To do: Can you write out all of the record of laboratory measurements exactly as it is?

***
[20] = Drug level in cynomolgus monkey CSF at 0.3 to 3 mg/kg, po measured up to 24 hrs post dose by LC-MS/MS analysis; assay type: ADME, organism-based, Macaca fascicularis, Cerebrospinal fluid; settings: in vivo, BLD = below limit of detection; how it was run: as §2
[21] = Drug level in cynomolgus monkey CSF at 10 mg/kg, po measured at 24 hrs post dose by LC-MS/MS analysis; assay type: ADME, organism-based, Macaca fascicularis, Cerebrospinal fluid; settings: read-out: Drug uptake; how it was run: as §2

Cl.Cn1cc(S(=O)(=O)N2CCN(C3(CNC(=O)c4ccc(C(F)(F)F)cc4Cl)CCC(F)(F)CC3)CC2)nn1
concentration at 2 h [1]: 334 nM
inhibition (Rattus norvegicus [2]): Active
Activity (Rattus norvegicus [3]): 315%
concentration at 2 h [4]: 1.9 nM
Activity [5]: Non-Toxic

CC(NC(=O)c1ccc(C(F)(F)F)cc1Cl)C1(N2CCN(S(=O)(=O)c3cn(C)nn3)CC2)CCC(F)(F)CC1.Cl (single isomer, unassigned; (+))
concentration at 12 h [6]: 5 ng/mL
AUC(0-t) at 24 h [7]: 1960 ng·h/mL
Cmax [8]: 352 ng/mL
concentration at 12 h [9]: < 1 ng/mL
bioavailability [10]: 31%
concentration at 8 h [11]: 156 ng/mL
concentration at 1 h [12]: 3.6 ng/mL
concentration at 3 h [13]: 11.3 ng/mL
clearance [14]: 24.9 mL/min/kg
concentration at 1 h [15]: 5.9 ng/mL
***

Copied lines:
[20] = Drug level in cynomolgus monkey CSF at 0.3 to 3 mg/kg, po measured up to 24 hrs post dose by LC-MS/MS analysis; assay type: ADME, organism-based, Macaca fascicularis, Cerebrospinal fluid; settings: in vivo, BLD = below limit of detection; how it was run: as §2
[21] = Drug level in cynomolgus monkey CSF at 10 mg/kg, po measured at 24 hrs post dose by LC-MS/MS analysis; assay type: ADME, organism-based, Macaca fascicularis, Cerebrospinal fluid; settings: read-out: Drug uptake; how it was run: as §2

Cl.Cn1cc(S(=O)(=O)N2CCN(C3(CNC(=O)c4ccc(C(F)(F)F)cc4Cl)CCC(F)(F)CC3)CC2)nn1
concentration at 2 h [1]: 334 nM
inhibition (Rattus norvegicus [2]): Active
Activity (Rattus norvegicus [3]): 315%
concentration at 2 h [4]: 1.9 nM
Activity [5]: Non-Toxic

CC(NC(=O)c1ccc(C(F)(F)F)cc1Cl)C1(N2CCN(S(=O)(=O)c3cn(C)nn3)CC2)CCC(F)(F)CC1.Cl (single isomer, unassigned; (+))
concentration at 12 h [6]: 5 ng/mL
AUC(0-t) at 24 h [7]: 1960 ng·h/mL
Cmax [8]: 352 ng/mL
concentration at 12 h [9]: < 1 ng/mL
bioavailability [10]: 31%
concentration at 8 h [11]: 156 ng/mL
concentration at 1 h [12]: 3.6 ng/mL
concentration at 3 h [13]: 11.3 ng/mL
clearance [14]: 24.9 mL/min/kg
concentration at 1 h [15]: 5.9 ng/mL